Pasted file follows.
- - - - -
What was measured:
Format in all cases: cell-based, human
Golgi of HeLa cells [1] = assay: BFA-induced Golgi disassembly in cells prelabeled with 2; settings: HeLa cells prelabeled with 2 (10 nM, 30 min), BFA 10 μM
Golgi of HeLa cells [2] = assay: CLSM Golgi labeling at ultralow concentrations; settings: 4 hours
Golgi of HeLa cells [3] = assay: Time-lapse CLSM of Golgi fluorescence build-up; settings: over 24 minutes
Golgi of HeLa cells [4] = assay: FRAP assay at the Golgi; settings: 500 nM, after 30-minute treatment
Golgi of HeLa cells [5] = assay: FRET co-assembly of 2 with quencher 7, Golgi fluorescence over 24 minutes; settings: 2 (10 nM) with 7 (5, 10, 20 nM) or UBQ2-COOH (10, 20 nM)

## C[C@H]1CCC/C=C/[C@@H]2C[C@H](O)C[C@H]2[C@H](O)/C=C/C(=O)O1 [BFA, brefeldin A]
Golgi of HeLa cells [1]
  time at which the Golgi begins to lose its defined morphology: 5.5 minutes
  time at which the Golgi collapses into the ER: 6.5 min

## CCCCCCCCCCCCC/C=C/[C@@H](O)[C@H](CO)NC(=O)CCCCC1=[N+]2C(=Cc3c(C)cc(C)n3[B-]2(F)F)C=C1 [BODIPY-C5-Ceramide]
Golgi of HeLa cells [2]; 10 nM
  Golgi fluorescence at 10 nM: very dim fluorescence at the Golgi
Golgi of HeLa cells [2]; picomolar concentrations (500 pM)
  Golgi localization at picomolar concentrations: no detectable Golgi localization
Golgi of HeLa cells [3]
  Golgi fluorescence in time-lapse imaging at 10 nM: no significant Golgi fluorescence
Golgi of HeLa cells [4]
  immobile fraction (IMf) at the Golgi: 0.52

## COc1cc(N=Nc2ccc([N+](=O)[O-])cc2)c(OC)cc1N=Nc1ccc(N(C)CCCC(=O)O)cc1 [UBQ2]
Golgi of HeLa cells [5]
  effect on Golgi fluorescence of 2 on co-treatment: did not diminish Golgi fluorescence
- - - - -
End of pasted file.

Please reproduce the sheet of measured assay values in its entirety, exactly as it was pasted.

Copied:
What was measured:
Format in all cases: cell-based, human
Golgi of HeLa cells [1] = assay: BFA-induced Golgi disassembly in cells prelabeled with 2; settings: HeLa cells prelabeled with 2 (10 nM, 30 min), BFA 10 μM
Golgi of HeLa cells [2] = assay: CLSM Golgi labeling at ultralow concentrations; settings: 4 hours
Golgi of HeLa cells [3] = assay: Time-lapse CLSM of Golgi fluorescence build-up; settings: over 24 minutes
Golgi of HeLa cells [4] = assay: FRAP assay at the Golgi; settings: 500 nM, after 30-minute treatment
Golgi of HeLa cells [5] = assay: FRET co-assembly of 2 with quencher 7, Golgi fluorescence over 24 minutes; settings: 2 (10 nM) with 7 (5, 10, 20 nM) or UBQ2-COOH (10, 20 nM)

## C[C@H]1CCC/C=C/[C@@H]2C[C@H](O)C[C@H]2[C@H](O)/C=C/C(=O)O1 [BFA, brefeldin A]
Golgi of HeLa cells [1]
  time at which the Golgi begins to lose its defined morphology: 5.5 minutes
  time at which the Golgi collapses into the ER: 6.5 min

## CCCCCCCCCCCCC/C=C/[C@@H](O)[C@H](CO)NC(=O)CCCCC1=[N+]2C(=Cc3c(C)cc(C)n3[B-]2(F)F)C=C1 [BODIPY-C5-Ceramide]
Golgi of HeLa cells [2]; 10 nM
  Golgi fluorescence at 10 nM: very dim fluorescence at the Golgi
Golgi of HeLa cells [2]; picomolar concentrations (500 pM)
  Golgi localization at picomolar concentrations: no detectable Golgi localization
Golgi of HeLa cells [3]
  Golgi fluorescence in time-lapse imaging at 10 nM: no significant Golgi fluorescence
Golgi of HeLa cells [4]
  immobile fraction (IMf) at the Golgi: 0.52

## COc1cc(N=Nc2ccc([N+](=O)[O-])cc2)c(OC)cc1N=Nc1ccc(N(C)CCCC(=O)O)cc1 [UBQ2]
Golgi of HeLa cells [5]
  effect on Golgi fluorescence of 2 on co-treatment: did not diminish Golgi fluorescence